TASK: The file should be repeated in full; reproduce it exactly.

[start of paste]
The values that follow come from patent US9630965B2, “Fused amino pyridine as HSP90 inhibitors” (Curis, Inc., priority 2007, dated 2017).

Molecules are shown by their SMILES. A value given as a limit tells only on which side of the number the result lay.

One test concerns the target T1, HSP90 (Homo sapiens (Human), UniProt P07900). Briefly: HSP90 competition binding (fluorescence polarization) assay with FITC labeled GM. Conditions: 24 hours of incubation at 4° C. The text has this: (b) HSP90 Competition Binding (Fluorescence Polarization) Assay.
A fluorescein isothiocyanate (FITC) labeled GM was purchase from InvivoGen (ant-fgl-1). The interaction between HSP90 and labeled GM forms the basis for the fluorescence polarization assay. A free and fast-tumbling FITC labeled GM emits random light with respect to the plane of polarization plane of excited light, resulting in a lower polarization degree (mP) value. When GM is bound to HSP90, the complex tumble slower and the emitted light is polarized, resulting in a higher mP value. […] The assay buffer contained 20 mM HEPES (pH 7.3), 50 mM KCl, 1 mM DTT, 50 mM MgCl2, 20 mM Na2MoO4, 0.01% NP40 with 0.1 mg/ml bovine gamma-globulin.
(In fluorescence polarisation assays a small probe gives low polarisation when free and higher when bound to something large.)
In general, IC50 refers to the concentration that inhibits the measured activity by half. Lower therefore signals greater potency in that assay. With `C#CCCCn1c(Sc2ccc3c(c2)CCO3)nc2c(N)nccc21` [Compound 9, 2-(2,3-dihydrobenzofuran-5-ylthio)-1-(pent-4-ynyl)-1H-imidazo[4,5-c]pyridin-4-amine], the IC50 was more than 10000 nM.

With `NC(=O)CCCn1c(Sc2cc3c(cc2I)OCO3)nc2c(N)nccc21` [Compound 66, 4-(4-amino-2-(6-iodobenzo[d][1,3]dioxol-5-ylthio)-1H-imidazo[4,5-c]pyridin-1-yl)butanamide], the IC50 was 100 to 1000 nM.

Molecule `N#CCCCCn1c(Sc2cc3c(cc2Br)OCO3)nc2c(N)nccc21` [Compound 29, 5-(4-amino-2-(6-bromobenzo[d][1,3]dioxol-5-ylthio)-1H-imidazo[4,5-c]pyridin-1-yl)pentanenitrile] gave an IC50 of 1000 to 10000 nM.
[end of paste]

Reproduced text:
The values that follow come from patent US9630965B2, “Fused amino pyridine as HSP90 inhibitors” (Curis, Inc., priority 2007, dated 2017).

Molecules are shown by their SMILES. A value given as a limit tells only on which side of the number the result lay.

One test concerns the target T1, HSP90 (Homo sapiens (Human), UniProt P07900). Briefly: HSP90 competition binding (fluorescence polarization) assay with FITC labeled GM. Conditions: 24 hours of incubation at 4° C. The text has this: (b) HSP90 Competition Binding (Fluorescence Polarization) Assay.
A fluorescein isothiocyanate (FITC) labeled GM was purchase from InvivoGen (ant-fgl-1). The interaction between HSP90 and labeled GM forms the basis for the fluorescence polarization assay. A free and fast-tumbling FITC labeled GM emits random light with respect to the plane of polarization plane of excited light, resulting in a lower polarization degree (mP) value. When GM is bound to HSP90, the complex tumble slower and the emitted light is polarized, resulting in a higher mP value. […] The assay buffer contained 20 mM HEPES (pH 7.3), 50 mM KCl, 1 mM DTT, 50 mM MgCl2, 20 mM Na2MoO4, 0.01% NP40 with 0.1 mg/ml bovine gamma-globulin.
(In fluorescence polarisation assays a small probe gives low polarisation when free and higher when bound to something large.)
In general, IC50 refers to the concentration that inhibits the measured activity by half. Lower therefore signals greater potency in that assay. With `C#CCCCn1c(Sc2ccc3c(c2)CCO3)nc2c(N)nccc21` [Compound 9, 2-(2,3-dihydrobenzofuran-5-ylthio)-1-(pent-4-ynyl)-1H-imidazo[4,5-c]pyridin-4-amine], the IC50 was more than 10000 nM.

With `NC(=O)CCCn1c(Sc2cc3c(cc2I)OCO3)nc2c(N)nccc21` [Compound 66, 4-(4-amino-2-(6-iodobenzo[d][1,3]dioxol-5-ylthio)-1H-imidazo[4,5-c]pyridin-1-yl)butanamide], the IC50 was 100 to 1000 nM.

Molecule `N#CCCCCn1c(Sc2cc3c(cc2Br)OCO3)nc2c(N)nccc21` [Compound 29, 5-(4-amino-2-(6-bromobenzo[d][1,3]dioxol-5-ylthio)-1H-imidazo[4,5-c]pyridin-1-yl)pentanenitrile] gave an IC50 of 1000 to 10000 nM.